So this time Brian slowed down, got the first loop on, and kept looping until the right one came to be put away. Sean made some incredible smashes and counter-loops right off the bounce, but too often was forced just to block. After losing the first at 19, he couldn’t get anything started, and Brian won the second easily at 12.”
Results: Open Singles: 1. Brian Masters, 3-0. 2. Sean O’Neill, 2-1. 3. Don Garlinger, 1-2—d. Feldstein, -20, 16, 18, 4. Steve Feldstein, 0-3. “Everybody loves to watch a chopper, but nobody wants to play that way—Tim Boggan once wrote that of Japan’s Norio Takashima. But a number of players may have different ideas about that after they’d lost to defensive-minded Steve in the preliminary round robin; indeed, Masters himself was forced into the third with him.” Doubles: O’Neill/Pat Donahue over Keith Minnich/Barney Reed, -15, 15, 19, then over Pier Galie/Garlinger who’d squeaked by Hodges/Pat Lui, -20, 19, 14. Junior’s: 1. O’Neill. 2. Curtis Wong.
U-2000: 1. John Wetzler, 5-0. 2. Lui, 4-1—d. Hodges, 19, 20; d. Nazarbechian, 21, -17, 21. 3. Thomas Nazarbechian, 3-2. U-1800: 1. Keith Minnich, 5-0. 2. Carl Kronlage, 3-1. U-1600: 1. Warren Wetzler, 3-0. 2. Steve Kong, 2-1—d. Erich Haring, 19, 20, 20. U-1400: 1. Robert Fallon, 2-0. 2. Kevin Walton, 1-1—d. Pat Donahue, -23, 15, 18. U-1200: Jae Ho Song, 5-1. 2. Martin Flynn, 5-1—lost to Song. U-1000: Hui K. Pak, 2-0. 2. Mark Jenkins, 1-1. Handicap: Fallon over Nazarbechian. Butterfly Handicap: Kronlage over Chun Brown, 48.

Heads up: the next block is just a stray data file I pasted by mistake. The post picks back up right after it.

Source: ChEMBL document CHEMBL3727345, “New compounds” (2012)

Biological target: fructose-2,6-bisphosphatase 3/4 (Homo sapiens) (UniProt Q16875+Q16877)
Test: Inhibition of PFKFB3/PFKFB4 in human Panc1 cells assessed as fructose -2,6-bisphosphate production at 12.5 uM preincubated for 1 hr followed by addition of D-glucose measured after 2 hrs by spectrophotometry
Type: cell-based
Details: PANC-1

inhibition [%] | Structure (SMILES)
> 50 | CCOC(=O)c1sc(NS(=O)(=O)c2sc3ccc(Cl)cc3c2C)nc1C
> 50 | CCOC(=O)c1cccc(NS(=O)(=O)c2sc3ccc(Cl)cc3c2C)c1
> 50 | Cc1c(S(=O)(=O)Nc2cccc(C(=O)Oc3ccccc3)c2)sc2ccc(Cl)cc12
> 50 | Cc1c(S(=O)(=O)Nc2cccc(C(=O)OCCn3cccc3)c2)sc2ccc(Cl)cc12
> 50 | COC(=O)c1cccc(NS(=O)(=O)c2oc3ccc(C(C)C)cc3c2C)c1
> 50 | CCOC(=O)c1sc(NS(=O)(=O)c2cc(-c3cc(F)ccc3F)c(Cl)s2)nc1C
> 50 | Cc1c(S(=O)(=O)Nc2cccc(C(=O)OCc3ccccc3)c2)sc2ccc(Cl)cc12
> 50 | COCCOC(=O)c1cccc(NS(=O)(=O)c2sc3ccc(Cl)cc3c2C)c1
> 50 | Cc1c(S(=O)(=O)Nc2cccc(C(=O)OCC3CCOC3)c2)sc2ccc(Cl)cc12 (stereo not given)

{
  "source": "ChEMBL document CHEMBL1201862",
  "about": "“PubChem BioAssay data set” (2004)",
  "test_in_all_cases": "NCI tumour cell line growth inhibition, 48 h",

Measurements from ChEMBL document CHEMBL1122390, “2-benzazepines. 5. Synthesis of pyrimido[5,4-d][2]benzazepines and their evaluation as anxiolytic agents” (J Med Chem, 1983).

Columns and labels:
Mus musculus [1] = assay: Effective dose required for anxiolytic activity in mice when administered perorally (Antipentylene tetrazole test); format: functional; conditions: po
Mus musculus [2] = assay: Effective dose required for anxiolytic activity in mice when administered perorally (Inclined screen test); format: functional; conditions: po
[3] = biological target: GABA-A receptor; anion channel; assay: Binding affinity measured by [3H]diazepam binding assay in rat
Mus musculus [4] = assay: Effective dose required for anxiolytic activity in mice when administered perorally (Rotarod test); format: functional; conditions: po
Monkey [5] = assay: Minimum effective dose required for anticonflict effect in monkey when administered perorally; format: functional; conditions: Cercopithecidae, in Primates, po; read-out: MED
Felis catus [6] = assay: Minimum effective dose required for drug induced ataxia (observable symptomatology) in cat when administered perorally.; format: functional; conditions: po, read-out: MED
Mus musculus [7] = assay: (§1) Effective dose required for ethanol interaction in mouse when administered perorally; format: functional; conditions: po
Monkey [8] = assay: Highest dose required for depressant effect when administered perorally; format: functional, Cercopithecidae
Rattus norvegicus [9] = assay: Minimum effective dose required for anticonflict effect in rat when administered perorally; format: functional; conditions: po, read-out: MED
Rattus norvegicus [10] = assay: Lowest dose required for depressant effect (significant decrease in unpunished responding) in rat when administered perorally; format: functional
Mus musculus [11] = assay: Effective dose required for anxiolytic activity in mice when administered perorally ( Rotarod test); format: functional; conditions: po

Hodges says the Circuit “has proven to be very successful. Currently, 77 players are trying to get enough points to qualify for one of the top prizes.” Leaders after Tournament #5: 1. Erich Haring (63). 2. Sean O’Neill (57). 3. Prakash Chougule (56). 4. Ha Chi Dao (40). 5. Robert Fallon (40). 6. Pat Lui (39). 7. John Wetzler (35). 8-9. Kevin Walton (30). 8-9. Irving Goldstein (30). 10. Mort Greenberg (29).
Results of the Feb. 25-26 Westfield Open: Open Singles: Gustavo Ulloa over Rey Domingo. Best early matches: George Brathwaite over Fu-lap Lee, -17, 17, 21, -17, 15; George Cameron over Roger Sverdlik, -18, 9, -16, 18, 16; and Eyal Adini over Canadian Bao Nguyen, -19, -17, 21, 19, 19. Best quarter’s match: Canada’s Alain Bourbonnais over Brathwaite, 19 in the 5th. Canadian Coach Paul Normandin (Timmy’s, May, 1984, 11) cites this match as an example of how unselfishly Paul and Alain Bourbonnais, “of different times and ideas,” have been working together, combining their skills, to achieve desired results. After Brathwaite had won the first game 21-11, Paul urged Alain, and he agreed, that “tight rallies with attempts at quick one-two winners” wasn’t gonna get the job done. So Alain switched to “longer rallies in which he patiently maximized the efficiency of his rapid attacks” and squeaked out a winner. This collaborative effort pleased Paul very much, and he’s encouraged that Bourbonnais has left Ottawa and returned to Montreal where Coach Normandin is based.